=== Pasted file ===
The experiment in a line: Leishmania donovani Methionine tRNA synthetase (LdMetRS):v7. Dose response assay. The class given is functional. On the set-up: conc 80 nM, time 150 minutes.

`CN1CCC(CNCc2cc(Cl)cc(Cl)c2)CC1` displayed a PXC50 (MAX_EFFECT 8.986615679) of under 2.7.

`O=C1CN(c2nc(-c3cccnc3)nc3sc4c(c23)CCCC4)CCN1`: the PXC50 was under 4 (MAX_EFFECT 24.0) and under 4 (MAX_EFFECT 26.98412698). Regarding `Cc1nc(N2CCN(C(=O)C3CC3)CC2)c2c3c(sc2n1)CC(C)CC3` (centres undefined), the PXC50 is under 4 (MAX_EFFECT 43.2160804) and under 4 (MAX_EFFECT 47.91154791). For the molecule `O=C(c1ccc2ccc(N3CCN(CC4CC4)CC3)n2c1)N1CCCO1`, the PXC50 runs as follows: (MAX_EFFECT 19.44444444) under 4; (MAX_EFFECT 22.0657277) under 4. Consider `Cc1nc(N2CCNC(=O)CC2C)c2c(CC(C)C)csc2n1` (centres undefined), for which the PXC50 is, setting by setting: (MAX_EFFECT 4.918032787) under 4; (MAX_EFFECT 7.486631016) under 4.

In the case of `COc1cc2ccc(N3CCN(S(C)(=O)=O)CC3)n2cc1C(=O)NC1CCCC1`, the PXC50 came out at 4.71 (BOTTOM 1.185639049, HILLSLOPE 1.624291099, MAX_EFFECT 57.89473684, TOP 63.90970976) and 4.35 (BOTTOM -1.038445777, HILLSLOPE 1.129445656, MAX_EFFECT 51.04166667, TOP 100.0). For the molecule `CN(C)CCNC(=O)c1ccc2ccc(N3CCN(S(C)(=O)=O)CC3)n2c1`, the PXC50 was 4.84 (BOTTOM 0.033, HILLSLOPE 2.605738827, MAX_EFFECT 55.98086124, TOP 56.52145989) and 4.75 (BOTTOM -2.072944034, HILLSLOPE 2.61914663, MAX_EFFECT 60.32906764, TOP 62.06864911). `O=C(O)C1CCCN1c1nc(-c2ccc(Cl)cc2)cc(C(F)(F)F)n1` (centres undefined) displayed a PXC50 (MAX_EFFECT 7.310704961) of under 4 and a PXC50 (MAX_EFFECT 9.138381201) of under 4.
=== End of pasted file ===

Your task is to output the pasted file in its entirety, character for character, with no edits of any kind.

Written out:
The experiment in a line: Leishmania donovani Methionine tRNA synthetase (LdMetRS):v7. Dose response assay. The class given is functional. On the set-up: conc 80 nM, time 150 minutes.

`CN1CCC(CNCc2cc(Cl)cc(Cl)c2)CC1` displayed a PXC50 (MAX_EFFECT 8.986615679) of under 2.7.

`O=C1CN(c2nc(-c3cccnc3)nc3sc4c(c23)CCCC4)CCN1`: the PXC50 was under 4 (MAX_EFFECT 24.0) and under 4 (MAX_EFFECT 26.98412698). Regarding `Cc1nc(N2CCN(C(=O)C3CC3)CC2)c2c3c(sc2n1)CC(C)CC3` (centres undefined), the PXC50 is under 4 (MAX_EFFECT 43.2160804) and under 4 (MAX_EFFECT 47.91154791). For the molecule `O=C(c1ccc2ccc(N3CCN(CC4CC4)CC3)n2c1)N1CCCO1`, the PXC50 runs as follows: (MAX_EFFECT 19.44444444) under 4; (MAX_EFFECT 22.0657277) under 4. Consider `Cc1nc(N2CCNC(=O)CC2C)c2c(CC(C)C)csc2n1` (centres undefined), for which the PXC50 is, setting by setting: (MAX_EFFECT 4.918032787) under 4; (MAX_EFFECT 7.486631016) under 4.

In the case of `COc1cc2ccc(N3CCN(S(C)(=O)=O)CC3)n2cc1C(=O)NC1CCCC1`, the PXC50 came out at 4.71 (BOTTOM 1.185639049, HILLSLOPE 1.624291099, MAX_EFFECT 57.89473684, TOP 63.90970976) and 4.35 (BOTTOM -1.038445777, HILLSLOPE 1.129445656, MAX_EFFECT 51.04166667, TOP 100.0). For the molecule `CN(C)CCNC(=O)c1ccc2ccc(N3CCN(S(C)(=O)=O)CC3)n2c1`, the PXC50 was 4.84 (BOTTOM 0.033, HILLSLOPE 2.605738827, MAX_EFFECT 55.98086124, TOP 56.52145989) and 4.75 (BOTTOM -2.072944034, HILLSLOPE 2.61914663, MAX_EFFECT 60.32906764, TOP 62.06864911). `O=C(O)C1CCCN1c1nc(-c2ccc(Cl)cc2)cc(C(F)(F)F)n1` (centres undefined) displayed a PXC50 (MAX_EFFECT 7.310704961) of under 4 and a PXC50 (MAX_EFFECT 9.138381201) of under 4.